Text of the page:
The specious present (biology)
The experience and perception of time is discussed by Le Poidevin (2015).
We see colours, hear sounds, feel the effects of gravity, and are aware of temperature – all through our senses, but how is time perceived? Though we may think of time-perception in relation to change, the non-simultaneity or order of events, or the ideas of past, present and future – it is probably duration that is most obvious.
So how and where, then, do we sense duration?
If we imagine counting the ticks of a clock as a way of marking duration then our awareness of time lapse as something that is mind-independent (the ticking of a clock) is registered in our brain in the form of some kind of memory trace. It is as though the longer ago an event occurred the weaker is the trace, thus giving us a measure of duration. Successful estimation of time intervals is present across the animal kingdom.
In an interval of any duration there will be earlier and later parts, a past and a present. This suggests that the present, now, must be durationless. Considering the finite speed of both light and sound it appears that we can only ever perceive what has past but we are adapted to experience only the very recent past, except when we are star-gazing.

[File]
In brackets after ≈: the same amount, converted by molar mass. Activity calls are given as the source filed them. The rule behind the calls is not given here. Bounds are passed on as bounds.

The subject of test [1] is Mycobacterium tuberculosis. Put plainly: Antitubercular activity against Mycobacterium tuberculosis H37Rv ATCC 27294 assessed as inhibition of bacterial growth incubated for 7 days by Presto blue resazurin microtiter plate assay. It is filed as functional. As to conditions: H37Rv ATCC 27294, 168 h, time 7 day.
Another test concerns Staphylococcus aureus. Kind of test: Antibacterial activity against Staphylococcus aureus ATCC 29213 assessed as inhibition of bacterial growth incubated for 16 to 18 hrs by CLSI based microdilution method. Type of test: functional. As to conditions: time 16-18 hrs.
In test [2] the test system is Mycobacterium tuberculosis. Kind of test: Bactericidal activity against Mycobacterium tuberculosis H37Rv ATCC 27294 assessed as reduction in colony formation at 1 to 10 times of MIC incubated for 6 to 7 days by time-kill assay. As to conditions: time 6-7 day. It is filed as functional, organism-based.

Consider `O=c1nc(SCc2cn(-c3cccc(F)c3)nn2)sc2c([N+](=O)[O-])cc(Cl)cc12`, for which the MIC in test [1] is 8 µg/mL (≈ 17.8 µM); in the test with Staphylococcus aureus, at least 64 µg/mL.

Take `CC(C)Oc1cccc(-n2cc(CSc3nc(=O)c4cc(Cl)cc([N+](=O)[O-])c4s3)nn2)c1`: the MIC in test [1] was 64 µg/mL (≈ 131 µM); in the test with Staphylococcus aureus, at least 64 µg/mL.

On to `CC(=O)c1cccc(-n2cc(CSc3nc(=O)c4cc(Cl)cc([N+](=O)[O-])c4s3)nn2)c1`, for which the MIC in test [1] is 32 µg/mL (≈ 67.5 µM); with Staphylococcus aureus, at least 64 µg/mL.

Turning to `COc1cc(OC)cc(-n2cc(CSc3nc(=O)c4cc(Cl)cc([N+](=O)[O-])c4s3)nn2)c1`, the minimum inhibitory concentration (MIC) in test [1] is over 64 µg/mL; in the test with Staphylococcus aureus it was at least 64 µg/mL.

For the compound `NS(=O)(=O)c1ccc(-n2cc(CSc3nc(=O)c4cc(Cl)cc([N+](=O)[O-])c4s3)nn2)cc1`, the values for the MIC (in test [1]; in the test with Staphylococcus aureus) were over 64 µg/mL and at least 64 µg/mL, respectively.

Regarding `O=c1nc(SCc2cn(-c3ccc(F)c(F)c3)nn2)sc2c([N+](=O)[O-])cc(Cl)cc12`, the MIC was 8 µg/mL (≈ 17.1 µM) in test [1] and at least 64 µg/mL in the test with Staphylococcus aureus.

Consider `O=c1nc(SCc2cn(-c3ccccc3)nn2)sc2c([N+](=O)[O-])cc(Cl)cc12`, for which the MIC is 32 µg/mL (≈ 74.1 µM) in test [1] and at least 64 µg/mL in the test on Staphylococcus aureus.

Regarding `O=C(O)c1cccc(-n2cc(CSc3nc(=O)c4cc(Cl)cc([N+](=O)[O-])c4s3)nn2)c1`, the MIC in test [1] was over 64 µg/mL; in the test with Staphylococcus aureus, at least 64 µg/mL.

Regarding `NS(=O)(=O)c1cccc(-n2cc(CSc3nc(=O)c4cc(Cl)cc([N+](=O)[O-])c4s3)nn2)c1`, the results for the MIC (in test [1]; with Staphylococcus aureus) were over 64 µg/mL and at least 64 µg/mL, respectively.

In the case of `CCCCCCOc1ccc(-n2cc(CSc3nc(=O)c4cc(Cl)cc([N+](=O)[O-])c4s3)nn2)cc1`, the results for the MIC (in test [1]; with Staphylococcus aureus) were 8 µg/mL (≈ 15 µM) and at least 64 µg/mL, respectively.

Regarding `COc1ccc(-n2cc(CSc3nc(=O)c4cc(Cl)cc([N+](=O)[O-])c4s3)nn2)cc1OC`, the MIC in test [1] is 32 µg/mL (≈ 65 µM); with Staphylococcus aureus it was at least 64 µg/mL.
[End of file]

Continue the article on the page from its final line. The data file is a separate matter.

As soon as we become aware of the present it has become past. When we listen to a piece of music we seem to retain notes or phrases in our heads as a brief memory, so that within our subjective present we can enjoy the sensation of a combination of successive notes, not just each note as an individual and separate experience. If we are familiar with the music then within that present moment we may also eagerly anticipate a few notes to come. The same applies when we listen to a spoken sentence. In this way our subjective present may incorporate parts of both the past and future. There is no precise answer to questions about the length of our perceived present and that is presumably why it has become known as the ‘specious present’. In a loose and general sense we can regard the specious present as that brief period of time in which we react to objective external stimuli, say our response-time when driving or playing table tennis. Presumably the duration of the specious present relates to our short-term memory and assorted mental processing including brief memories and anticipations that take place before we become aware that some particular perceptions are being replaced by others.
Human and animal perception of time is a matter for empirical science. In the case of human beings it is studied as mental chronometry in experimental psychology. Mental chronometry records brain response times to various percepts under many conditions. If we take our response time when driving as an example of the specious present then it is about 1.5 seconds, and for a responding click on a smartphone it is about 0.3 seconds.